Well… that was interesting. The polls, the bookies and the media were all wrong. Britain held its nerve, voting to leave the European Union by a clear margin of 2 percentage points. I am shocked and surprised, pleasantly and unpleasantly.
On the vital matters of sovereignty and immigration, I think the right decision has been made. The European Union was stifling Britain’s independent spirit, obstructing the British Parliament and overriding British courts. It couldn’t carry on. A civilised vote to leave is surely the most dignified way of bringing the relationship to a close.
Having said that, I must admit to being rather numb this morning (24th July). It feels like Britain has lost something. It feels like we, the British people, have lost something – a freedom, a set of liberties and privileges, many of which I have personally enjoyed.
Early last year, I spent some time working as a language teacher in the Basque Country in Northern Spain. In order to make my labour legal in that country, I had to visit the local council offices in Bilbao and apply for legal status. This process, which in non-EU countries would have taken many weeks, if not months to complete, was seen to in a single afternoon. I filled out a couple of forms and I was away – a Spanish taxpayer with the full and permanent right of abode.
This luxury is not something to sniff at. It really is (was) the most dazzling privilege. One can only imagine how much money the wretched refuse of the Muslim world would offer for such a right.
This morning, with Britain now committed irrevocably to disentangling itself from the European organism, I can’t help but wonder what kind of deal will replace the generous and advantageous contract we have just torn up. Will European states take revenge on us? Will they band together and punish the plucky, rebellious Brits with draconian measures and pointless, bureaucratic restrictions? It is certainly possible.
I am sad about this. I never wanted Britain to fall out with Europe. Though I fully understand and accept that Europe, the historic and cultural concept, is distinct from the European Union, the two are nevertheless so entwined at present as to be inseparable. In rejecting one, we necessarily reject – or at least offend – the other. What a shame. The Islamists must be euphoric.
Whether the right thing to do or not, Brexit will inevitably cause major disruption to the lives of ordinary British people. Many of us will come to miss the words ‘European Union’ at the top of our passports. Those words, though never triggering any kind of pride or patriotic emotion, guaranteed us the freedom to wander unobstructed across a magnificent continent. It gave us the right to live in Rome, Berlin, Stockholm, Madrid and Warsaw; to work in Krakow, Copenhagen, Helsinki and Tallinn. We will miss that freedom horribly until it is assured us once again.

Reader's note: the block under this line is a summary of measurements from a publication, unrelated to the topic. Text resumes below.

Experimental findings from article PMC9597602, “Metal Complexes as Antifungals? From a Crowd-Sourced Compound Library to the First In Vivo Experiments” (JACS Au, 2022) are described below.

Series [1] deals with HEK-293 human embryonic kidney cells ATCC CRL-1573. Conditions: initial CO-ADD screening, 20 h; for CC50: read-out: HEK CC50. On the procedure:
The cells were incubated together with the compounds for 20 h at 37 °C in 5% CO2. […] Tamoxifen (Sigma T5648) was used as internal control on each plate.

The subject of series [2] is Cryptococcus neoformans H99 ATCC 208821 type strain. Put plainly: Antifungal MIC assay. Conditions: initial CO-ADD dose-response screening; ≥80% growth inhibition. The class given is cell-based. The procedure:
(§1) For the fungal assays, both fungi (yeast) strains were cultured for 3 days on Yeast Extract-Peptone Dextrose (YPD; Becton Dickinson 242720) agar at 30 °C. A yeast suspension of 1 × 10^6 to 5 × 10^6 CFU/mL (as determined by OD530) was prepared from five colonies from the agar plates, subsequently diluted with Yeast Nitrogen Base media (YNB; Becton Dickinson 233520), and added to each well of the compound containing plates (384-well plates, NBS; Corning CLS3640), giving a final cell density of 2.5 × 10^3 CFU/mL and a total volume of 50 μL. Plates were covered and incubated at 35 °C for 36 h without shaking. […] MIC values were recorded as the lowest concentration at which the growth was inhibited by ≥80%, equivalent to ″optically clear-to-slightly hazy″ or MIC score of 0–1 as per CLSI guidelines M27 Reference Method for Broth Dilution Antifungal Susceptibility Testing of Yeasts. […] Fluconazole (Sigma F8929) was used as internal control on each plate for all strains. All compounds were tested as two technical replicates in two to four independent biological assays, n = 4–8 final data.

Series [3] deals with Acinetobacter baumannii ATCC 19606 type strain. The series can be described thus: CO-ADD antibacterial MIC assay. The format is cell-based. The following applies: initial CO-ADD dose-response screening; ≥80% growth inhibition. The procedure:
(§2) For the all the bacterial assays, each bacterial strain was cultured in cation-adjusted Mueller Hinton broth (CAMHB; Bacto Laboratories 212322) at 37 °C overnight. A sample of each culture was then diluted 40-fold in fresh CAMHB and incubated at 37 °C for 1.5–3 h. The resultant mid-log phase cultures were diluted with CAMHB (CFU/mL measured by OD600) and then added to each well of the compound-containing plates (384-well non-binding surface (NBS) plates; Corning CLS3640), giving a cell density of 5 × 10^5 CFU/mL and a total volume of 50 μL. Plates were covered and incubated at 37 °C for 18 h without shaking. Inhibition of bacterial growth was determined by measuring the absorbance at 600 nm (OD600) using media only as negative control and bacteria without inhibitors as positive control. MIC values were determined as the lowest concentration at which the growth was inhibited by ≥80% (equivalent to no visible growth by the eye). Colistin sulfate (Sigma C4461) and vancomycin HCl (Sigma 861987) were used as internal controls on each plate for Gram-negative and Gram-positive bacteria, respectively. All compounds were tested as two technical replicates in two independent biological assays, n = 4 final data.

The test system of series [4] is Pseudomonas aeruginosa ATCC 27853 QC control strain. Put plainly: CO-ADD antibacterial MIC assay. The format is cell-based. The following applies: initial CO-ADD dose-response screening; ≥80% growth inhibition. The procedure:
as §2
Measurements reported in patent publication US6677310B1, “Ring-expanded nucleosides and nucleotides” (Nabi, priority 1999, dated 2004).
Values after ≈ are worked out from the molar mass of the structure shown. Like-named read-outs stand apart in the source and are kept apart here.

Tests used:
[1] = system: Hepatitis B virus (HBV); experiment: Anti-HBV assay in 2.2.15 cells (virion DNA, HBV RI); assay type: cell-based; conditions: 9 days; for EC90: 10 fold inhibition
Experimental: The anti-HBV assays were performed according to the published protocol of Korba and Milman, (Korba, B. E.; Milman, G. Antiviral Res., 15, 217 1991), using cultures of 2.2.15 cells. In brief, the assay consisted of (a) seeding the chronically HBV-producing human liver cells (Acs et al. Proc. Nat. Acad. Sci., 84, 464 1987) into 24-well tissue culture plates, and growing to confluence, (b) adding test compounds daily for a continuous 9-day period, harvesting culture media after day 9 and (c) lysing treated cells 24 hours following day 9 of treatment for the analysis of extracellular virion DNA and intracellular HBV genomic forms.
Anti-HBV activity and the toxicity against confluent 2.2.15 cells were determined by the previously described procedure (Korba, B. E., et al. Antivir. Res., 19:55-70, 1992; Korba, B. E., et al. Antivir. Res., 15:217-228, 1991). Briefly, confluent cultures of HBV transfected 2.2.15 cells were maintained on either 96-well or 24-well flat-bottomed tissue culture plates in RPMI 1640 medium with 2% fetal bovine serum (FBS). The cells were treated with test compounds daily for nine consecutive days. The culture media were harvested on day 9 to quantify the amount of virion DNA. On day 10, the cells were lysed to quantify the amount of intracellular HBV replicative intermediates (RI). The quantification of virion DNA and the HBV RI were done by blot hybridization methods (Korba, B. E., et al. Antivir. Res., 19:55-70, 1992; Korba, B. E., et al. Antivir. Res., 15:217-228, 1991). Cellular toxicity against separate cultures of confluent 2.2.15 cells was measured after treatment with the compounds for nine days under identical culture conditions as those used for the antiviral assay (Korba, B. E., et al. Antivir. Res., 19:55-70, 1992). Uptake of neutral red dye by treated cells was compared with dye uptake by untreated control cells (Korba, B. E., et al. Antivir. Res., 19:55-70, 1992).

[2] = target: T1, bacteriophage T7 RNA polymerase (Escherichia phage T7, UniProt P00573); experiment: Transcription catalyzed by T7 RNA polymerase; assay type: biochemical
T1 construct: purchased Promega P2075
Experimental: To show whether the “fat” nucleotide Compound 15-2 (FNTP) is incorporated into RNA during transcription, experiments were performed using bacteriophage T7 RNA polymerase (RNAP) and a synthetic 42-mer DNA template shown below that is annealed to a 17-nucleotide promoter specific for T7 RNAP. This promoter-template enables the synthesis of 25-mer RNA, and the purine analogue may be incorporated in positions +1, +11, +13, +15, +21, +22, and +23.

EU governments have reacted to the referendum with shock and disappointment
On a brighter note, the benefits of us leaving the EU are not inconsiderable. We will soon have the right to decide exactly how many European migrants make it past our borders each year, as well as how many are allowed to settle permanently. No longer will an endless stream of labour gush through a doorless doorway, suppressing native wages and over-saturating the market for skilled labour.
As well as this, law-making will finally be returned to a sovereign British judiciary. No longer will we need to ask for EU permission to pass judgements on foreign criminals, terror suspects and ‘asylum’ seekers.
EU regulations, passed entirely in EU courts, will no longer apply, leaving us free to decide our own standards of quality, health and safety, as well as (crucially) the shape of our bananas and cucumbers.
Finally, and most importantly of all, our elected government will once again be the supreme authority over the British Isles. No longer will we need to waste calories and column inches whinging about ‘unelected bureaucrats in Brussels’ or ‘faceless EU dictators’. Now, if an unjust rule comes to prevail over this kingdom, we will be able to change it quickly and democratically. British rule, to oversimplify the matter, has returned to the British. We have our country back.
Boris Johnson has promised a ‘glorious’ future for Britain following Brexit
Five minutes ago, David Cameron addressed the nation from outside No.10 Downing Street. With rare emotion, the Prime Minister announced that he will be standing down sometime in the next three months.
As to who will replace him, almost everyone has the same person in mind; namely, Boris Alexander De Pfeffel Johnson – the yellow (not blonde) haired former Mayor of London and standout figure of the victorious leave campaign.
If this does come true – if Boris, perhaps joined by Michael Gove, rises to the executive of the British state on the back of Brexit – then that is another reason to temper one’s joy at the result of last night’s vote. Boris Johnson is an idiot, more of a clown than a politician. I would rather be ruled by almost anyone else.
Will Brexit be worth it in the end? Only time will tell for sure. I am honestly surprised by how lacklustre my enthusiasm for the result has been. I thought I would be tap-dancing with restless euphoria, possessed with native pride. But I’m not dancing. I’m not even smiling. The issue seems more nuanced in retrospect than it did in prospect.
If you derive from one of the nations still attached to the European Union, I would ask you to do whatever you can to prevent a grudge emerging between your country and Britain. We do not wish to divide the West. We are not, by leaving the EU, denying our European-ness. We are still one civilisation, one culture. Perhaps it would have been better to stay and reform the links that bound us together, but we’ve made our choice. Please don’t make it any harder for us than it already is.